A Sample Article from the July - August 2013 MASCOT
Singers Join BSA on their 2013 Cheddar Run - from Ian and Jo Rees,
with a little help from Nick Stone and Graham Skillen, of the BSA Club
James Hickman’s LM battery was low and he gets a helping hand.
We thought you might like to hear about a lovely day out we had which was organised by Nick Stone (Many thanks again to him for inviting us along).
We left home on Saturday 25th May in Ella, our Singer 9 Roadster, and headed for the village of Long Sutton in Somerset, where we met outside the Devonshire Arms and parked up on the village green.
The collection of cars (25 in all) comprised ten BSAs, mostly trikes, but including a Scout and another four-wheeler, four Singers - Nick’s 1928 Junior, Robert Lovegrove’s 1934 Nine Sports, James Hickman’s 1935 Le Mans and our 1951 4AB Roadster, plus a mixture of others, including a Triumph Roadster, a couple of Morgans, an MG, a Caterham 7 and a very old GWK (?)
After lunch we set off in glorious sunshine to Burrow Hill cider farm, where we were given a short but interesting talk and shown the beautiful orchards where, that morning, filming of a love scene had been taking place for a German film! We were given a sample to try of an apple aperitif and then let loose in the shop! As well as the usual selection of ciders they also produce apple brandy, the aperitif and a cherry liqueur! Very nice!!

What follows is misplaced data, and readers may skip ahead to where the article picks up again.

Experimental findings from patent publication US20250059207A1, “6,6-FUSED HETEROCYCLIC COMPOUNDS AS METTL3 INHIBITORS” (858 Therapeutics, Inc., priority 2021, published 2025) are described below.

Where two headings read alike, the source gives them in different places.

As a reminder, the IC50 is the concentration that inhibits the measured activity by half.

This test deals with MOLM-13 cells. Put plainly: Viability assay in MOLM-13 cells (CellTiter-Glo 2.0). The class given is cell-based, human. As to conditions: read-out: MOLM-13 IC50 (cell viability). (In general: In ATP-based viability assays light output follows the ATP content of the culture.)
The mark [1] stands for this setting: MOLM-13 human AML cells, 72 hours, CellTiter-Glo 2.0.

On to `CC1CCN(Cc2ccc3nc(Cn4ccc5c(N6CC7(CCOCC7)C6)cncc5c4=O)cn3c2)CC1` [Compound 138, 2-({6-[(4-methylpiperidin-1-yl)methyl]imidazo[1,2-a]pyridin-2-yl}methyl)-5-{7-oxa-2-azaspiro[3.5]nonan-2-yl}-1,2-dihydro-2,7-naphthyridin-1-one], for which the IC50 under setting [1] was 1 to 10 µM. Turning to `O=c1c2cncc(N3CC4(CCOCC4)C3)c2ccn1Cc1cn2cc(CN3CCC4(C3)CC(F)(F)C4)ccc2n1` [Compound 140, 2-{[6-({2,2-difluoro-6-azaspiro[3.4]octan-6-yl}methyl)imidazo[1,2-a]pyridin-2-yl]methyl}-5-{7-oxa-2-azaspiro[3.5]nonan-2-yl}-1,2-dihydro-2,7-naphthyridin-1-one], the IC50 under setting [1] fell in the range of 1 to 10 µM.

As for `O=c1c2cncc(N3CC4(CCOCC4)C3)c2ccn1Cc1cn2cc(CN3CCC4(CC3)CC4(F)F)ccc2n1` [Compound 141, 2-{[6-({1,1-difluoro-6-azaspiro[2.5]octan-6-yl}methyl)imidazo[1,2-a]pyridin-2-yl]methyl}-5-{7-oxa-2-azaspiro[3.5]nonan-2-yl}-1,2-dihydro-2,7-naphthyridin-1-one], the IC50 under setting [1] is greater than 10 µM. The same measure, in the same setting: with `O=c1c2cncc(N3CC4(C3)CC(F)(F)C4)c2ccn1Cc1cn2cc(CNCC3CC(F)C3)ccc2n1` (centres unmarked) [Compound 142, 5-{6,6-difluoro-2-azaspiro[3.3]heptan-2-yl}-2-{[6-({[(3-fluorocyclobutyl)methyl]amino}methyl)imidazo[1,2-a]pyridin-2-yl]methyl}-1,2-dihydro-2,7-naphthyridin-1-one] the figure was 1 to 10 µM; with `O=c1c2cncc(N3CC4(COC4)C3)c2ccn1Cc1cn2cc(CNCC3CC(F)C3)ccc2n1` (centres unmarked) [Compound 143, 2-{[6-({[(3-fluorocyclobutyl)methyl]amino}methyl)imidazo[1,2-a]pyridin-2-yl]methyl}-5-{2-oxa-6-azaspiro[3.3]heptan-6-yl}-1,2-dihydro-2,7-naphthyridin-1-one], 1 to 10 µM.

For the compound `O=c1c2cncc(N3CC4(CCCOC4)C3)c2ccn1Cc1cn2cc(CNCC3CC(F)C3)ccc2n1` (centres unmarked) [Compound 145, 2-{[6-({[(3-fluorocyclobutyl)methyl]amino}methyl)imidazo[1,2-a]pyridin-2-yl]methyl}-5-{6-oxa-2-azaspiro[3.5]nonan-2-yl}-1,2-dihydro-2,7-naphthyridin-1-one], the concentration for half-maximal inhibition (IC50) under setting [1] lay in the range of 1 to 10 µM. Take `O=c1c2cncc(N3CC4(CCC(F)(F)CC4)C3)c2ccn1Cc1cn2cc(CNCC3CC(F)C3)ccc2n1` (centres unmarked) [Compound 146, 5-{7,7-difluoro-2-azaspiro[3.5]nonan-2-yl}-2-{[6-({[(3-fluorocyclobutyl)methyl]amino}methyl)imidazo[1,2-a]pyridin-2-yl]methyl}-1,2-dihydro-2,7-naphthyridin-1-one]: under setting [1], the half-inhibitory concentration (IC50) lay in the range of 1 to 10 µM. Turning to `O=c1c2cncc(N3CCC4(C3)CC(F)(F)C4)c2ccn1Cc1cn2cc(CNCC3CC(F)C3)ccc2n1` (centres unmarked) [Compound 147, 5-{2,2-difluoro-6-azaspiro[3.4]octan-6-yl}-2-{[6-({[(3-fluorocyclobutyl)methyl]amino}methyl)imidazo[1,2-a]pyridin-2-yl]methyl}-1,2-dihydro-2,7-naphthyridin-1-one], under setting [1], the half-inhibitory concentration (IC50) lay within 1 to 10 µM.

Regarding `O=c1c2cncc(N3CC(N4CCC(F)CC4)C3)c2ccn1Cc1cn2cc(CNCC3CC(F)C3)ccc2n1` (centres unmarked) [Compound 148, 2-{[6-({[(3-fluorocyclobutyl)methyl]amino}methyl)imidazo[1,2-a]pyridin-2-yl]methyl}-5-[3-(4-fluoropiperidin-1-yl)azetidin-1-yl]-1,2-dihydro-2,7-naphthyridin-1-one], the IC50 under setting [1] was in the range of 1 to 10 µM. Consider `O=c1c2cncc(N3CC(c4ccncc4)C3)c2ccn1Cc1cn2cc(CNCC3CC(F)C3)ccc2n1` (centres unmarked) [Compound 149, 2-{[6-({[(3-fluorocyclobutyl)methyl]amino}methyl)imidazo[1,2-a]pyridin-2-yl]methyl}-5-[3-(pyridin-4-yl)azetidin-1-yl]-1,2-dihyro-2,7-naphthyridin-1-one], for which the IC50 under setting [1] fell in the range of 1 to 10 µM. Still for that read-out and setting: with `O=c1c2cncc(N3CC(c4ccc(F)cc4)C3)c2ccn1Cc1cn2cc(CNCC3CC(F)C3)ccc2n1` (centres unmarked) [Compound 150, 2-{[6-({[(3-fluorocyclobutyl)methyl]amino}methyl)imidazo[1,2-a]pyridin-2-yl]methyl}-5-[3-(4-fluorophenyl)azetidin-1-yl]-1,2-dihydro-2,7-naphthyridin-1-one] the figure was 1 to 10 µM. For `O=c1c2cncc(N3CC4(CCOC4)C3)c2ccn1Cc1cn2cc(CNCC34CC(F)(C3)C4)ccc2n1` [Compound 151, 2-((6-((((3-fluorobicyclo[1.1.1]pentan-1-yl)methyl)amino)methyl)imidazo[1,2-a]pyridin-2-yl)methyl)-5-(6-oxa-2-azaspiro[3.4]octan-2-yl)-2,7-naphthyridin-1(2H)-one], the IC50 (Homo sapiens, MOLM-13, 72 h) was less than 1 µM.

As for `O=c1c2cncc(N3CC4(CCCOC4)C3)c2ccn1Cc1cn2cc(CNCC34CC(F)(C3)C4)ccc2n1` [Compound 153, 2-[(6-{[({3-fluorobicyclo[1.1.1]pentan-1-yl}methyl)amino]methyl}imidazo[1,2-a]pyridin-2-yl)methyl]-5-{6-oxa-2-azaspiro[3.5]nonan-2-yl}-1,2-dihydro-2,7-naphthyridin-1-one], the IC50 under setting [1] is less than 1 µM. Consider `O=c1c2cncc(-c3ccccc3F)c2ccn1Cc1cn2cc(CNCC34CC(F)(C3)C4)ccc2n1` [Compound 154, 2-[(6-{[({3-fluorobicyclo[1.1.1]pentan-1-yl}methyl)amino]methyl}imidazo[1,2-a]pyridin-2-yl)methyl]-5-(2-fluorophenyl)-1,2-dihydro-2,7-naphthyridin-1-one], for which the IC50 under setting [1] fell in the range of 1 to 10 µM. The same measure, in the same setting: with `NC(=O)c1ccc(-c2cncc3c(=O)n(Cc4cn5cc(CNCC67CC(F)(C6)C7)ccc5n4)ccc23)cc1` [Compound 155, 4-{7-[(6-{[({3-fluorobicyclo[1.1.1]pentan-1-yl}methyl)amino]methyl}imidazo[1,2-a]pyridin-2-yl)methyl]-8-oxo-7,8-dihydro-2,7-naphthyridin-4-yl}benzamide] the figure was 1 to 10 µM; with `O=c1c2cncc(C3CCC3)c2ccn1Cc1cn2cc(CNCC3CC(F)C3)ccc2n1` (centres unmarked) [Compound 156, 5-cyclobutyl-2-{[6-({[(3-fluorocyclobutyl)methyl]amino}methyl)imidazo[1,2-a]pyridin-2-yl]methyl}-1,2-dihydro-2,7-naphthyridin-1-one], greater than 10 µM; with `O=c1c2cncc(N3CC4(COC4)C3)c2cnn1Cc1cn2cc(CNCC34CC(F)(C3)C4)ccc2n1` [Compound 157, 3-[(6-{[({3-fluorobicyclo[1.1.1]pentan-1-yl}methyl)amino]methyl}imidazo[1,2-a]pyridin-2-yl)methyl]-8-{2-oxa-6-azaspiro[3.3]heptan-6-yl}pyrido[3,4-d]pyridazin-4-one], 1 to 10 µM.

We continued to Barrington Court, where we parked the cars in the courtyard outside the house in a glorious display which made a great photo shoot. We then partook of a cream tea on the terrace! Unfortunately time ran out of so we didn't manage a wander around the wonderful walled gardens.
Altogether a very enjoyable day - hopefully to be repeated.
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Aunty Says: Re GWK, this is short for Grice, Wood & Keiller, who made their prototype car in a stable in Beckenham, Kent, in 1911, before moving to Datchet in 1912, then Maidenhead in 1914, where production of GWK cars continued until 1931. The cars had a friction drive via a wheel running perpendicular to the flywheel face. This was moved towards the outer rim for high speed ‘gears’, towards the centre for low ‘gears’, and beyond centre for reverse. I am told Keiller was a member of the marmalade family famous for the ‘Golliwog’ label.